Mr. Usischon explained that the temporary regulations issued in 1964 had cast on the individual employee the burden of complying with the statutory requirements of the 403B program. The final regulations, which become effective January 1, 2009, place the burden of compliance on the employer. At present, throughout the UNC System there are dozens of authorized vendors, a situation that would have made it very difficult for the System to ensure compliance. UNC-Chapel Hill currently has 2,700 employees participating in a 403B program. About half of these employees use either TIAA or Fidelity products, and 80% of all employee contributions are managed by these two vendors. After soliciting and receiving proposals for all current vendors, it was decided to contract with only two vendors: TIAA and Fidelity, both of which had submitted very good proposals. He said that the University will stop sending contributions to all other vendors after December 31, 2008, and that employees who wish to continue to have contributions withheld by the University will have to choose from products offered by either TIAA or Fidelity. He said that employees who have been using other vendors will have the option of leaving their accumulated contributions with the current vendor or withdrawing them for transfer to one of the approved vendors.
Prof. Gregory Copenhaver (Biology) asked whether the maximum contribution will change. The answer was no.
Prof. John Sweeney (Journalism and Mass Communication) asked whether assets held by a de-selected vendor could be retained indefinitely. The answer was yes.
Prof. David Gerber (Surgery) asked why only two vendors were chosen. Mr. Usischon replied that the two that were selected were clearly superior to the others who submitted proposals and that limiting the field to two greatly simplified administration of the plan.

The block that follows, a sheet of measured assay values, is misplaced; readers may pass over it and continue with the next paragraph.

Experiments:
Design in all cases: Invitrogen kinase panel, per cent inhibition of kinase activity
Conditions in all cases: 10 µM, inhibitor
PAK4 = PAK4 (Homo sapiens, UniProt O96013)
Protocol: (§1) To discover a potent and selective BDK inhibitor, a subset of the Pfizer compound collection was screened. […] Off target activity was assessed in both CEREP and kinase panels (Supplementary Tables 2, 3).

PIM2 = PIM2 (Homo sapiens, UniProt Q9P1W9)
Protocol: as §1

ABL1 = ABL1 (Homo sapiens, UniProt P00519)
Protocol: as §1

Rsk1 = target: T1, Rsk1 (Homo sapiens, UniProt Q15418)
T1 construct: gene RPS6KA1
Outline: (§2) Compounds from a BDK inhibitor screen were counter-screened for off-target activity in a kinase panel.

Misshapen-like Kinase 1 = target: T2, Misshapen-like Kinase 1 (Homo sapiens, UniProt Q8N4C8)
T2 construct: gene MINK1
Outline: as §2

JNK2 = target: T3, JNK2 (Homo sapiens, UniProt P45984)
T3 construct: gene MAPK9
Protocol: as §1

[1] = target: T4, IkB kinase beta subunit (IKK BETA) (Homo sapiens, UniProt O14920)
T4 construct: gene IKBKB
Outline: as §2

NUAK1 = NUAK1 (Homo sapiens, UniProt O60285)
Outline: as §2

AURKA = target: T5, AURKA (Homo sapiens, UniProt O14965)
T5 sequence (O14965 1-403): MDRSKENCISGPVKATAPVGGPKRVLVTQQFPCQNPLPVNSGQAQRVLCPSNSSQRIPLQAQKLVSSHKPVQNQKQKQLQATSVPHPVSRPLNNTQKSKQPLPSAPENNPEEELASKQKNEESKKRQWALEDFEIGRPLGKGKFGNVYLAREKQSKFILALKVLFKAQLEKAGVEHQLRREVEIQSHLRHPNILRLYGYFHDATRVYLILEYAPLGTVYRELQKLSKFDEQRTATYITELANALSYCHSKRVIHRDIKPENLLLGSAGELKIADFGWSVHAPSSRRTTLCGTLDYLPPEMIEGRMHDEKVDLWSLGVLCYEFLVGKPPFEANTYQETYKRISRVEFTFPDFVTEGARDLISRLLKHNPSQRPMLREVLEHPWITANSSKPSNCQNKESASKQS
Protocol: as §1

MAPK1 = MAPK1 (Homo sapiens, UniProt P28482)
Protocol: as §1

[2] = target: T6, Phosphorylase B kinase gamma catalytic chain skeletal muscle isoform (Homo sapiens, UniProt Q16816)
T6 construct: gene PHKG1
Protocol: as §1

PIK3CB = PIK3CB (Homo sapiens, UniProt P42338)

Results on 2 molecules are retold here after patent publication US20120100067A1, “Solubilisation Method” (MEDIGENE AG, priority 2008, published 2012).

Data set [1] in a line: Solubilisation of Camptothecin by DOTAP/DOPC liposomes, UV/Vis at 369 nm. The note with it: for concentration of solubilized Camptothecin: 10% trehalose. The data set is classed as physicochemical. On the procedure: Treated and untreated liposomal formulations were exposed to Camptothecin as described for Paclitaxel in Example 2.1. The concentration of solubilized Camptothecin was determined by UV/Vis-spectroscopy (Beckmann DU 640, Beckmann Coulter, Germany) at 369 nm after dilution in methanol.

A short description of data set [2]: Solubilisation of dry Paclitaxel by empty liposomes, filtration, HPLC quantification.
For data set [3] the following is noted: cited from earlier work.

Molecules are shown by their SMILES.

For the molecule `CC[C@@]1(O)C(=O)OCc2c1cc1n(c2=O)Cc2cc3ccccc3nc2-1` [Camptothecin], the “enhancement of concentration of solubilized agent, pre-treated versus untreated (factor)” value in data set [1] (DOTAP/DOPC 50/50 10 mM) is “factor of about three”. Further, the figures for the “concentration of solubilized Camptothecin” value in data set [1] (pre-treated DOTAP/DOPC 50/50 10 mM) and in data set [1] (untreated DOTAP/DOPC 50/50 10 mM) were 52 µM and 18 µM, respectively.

Prof. Joy Renner (Allied Health Sciences) expressed strong objections to the change.
Prof. Bachenheimer, Chair of the University Benefits Committee, said that the committee was kept informed as the selection process went on. The committee understood that the IRS had placed the onus on the University, and that the decision under discussion was a reasonable response to the IRS demands. He pointed out that limiting one’s choice to two vendors does not limit choice of investments, since each vendor has access to literally thousands of investment choices.
Prof. Joseph Ferrell (Government) asked whether the University will provide a list of local financial advisors who are experienced in dealing with the two vendors selected. The answer was yes.
Prof. Weinberg asked about the consequences if major insurance companies begin to fail, as has been the case with several large investment banking firms. Mr. Usischon replied that most of the investment vehicles offered by TIAA and Fidelity (and other vendors) provide no safety net. Vice Chancellor Malone said there is always a risk with any investment, but that the two vendors selected have a consistent record of stability.
Resolution 2008-4. On Commending the Scholars at Risk Program
Prof. Judith Blau (Sociology) presented a resolution commending the Scholars at Risk Program. (See Minutes of the March 28, 2008, meeting of the Faculty Council.)
Prof. Jessica Katznelson (Pediatrics) observed that finding funding for a Scholar at Risk in a departmental budget could be a difficult problem to surmount. Prof. Blau replied that applicants are carefully screened and referred to departments where their expertise would be useful. She emphasized that the scholar would be working to earn any support provided, and that the program is not a charity. Generally, support is for only one semester, she said.
Prof. Andrew Chin (Law) asked whether there are formal connections between the Scholars at Risk Program and immigration networks. Prof. Blau replied that the program works closely with Amnesty International, and that there are also European counterparts.
Resolution 2008-4 was adopted without dissent.
Special Report of the Committee on Honorary Degrees and Special Awards
Prof. Ferrell, on behalf of the Committee on Honorary Degrees and Special Awards, presented a recommendation by the committee for award of a sixth honorary degree at Commencement 2009. The recommendation was unanimously approved and will be forwarded to the Board of Trustees for final approval.
Its business having been completed, the Council adjourned at 4:30 p.m.
Joseph S. Ferrell
Secretary of the Faculty